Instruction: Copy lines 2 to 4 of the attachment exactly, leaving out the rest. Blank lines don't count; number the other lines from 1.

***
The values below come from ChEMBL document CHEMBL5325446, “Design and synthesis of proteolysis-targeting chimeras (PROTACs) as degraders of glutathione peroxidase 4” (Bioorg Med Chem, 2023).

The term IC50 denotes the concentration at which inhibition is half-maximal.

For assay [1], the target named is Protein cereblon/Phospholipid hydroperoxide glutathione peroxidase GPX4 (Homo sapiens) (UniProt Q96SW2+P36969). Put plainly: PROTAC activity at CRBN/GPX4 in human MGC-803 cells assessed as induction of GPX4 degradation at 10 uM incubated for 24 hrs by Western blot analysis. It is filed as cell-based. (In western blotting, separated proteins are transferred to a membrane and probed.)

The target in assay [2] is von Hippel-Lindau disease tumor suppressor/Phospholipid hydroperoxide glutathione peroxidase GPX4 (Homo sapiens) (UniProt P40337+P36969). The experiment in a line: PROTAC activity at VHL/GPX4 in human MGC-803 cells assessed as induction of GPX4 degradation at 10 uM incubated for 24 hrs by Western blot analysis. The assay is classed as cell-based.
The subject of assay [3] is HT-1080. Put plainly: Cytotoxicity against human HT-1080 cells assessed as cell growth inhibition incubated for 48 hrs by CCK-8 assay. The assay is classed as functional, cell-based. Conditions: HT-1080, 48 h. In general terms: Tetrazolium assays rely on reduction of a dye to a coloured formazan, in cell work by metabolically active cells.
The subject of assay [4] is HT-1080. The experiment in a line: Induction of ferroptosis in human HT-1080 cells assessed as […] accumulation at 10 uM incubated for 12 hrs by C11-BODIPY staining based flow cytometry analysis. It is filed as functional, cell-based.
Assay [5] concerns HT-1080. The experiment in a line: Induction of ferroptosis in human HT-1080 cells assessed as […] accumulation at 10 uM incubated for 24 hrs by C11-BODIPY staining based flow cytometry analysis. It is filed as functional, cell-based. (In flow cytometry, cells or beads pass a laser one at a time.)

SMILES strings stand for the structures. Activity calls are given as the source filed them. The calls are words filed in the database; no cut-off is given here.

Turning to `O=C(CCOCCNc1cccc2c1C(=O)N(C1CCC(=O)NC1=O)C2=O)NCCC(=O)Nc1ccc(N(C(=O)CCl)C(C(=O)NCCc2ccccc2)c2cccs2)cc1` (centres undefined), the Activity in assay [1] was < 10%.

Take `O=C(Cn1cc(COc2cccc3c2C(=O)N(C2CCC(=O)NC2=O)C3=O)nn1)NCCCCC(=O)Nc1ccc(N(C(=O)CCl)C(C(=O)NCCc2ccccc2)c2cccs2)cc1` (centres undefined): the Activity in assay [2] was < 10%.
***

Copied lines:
The term IC50 denotes the concentration at which inhibition is half-maximal.

For assay [1], the target named is Protein cereblon/Phospholipid hydroperoxide glutathione peroxidase GPX4 (Homo sapiens) (UniProt Q96SW2+P36969). Put plainly: PROTAC activity at CRBN/GPX4 in human MGC-803 cells assessed as induction of GPX4 degradation at 10 uM incubated for 24 hrs by Western blot analysis. It is filed as cell-based. (In western blotting, separated proteins are transferred to a membrane and probed.)

The target in assay [2] is von Hippel-Lindau disease tumor suppressor/Phospholipid hydroperoxide glutathione peroxidase GPX4 (Homo sapiens) (UniProt P40337+P36969). The experiment in a line: PROTAC activity at VHL/GPX4 in human MGC-803 cells assessed as induction of GPX4 degradation at 10 uM incubated for 24 hrs by Western blot analysis. The assay is classed as cell-based.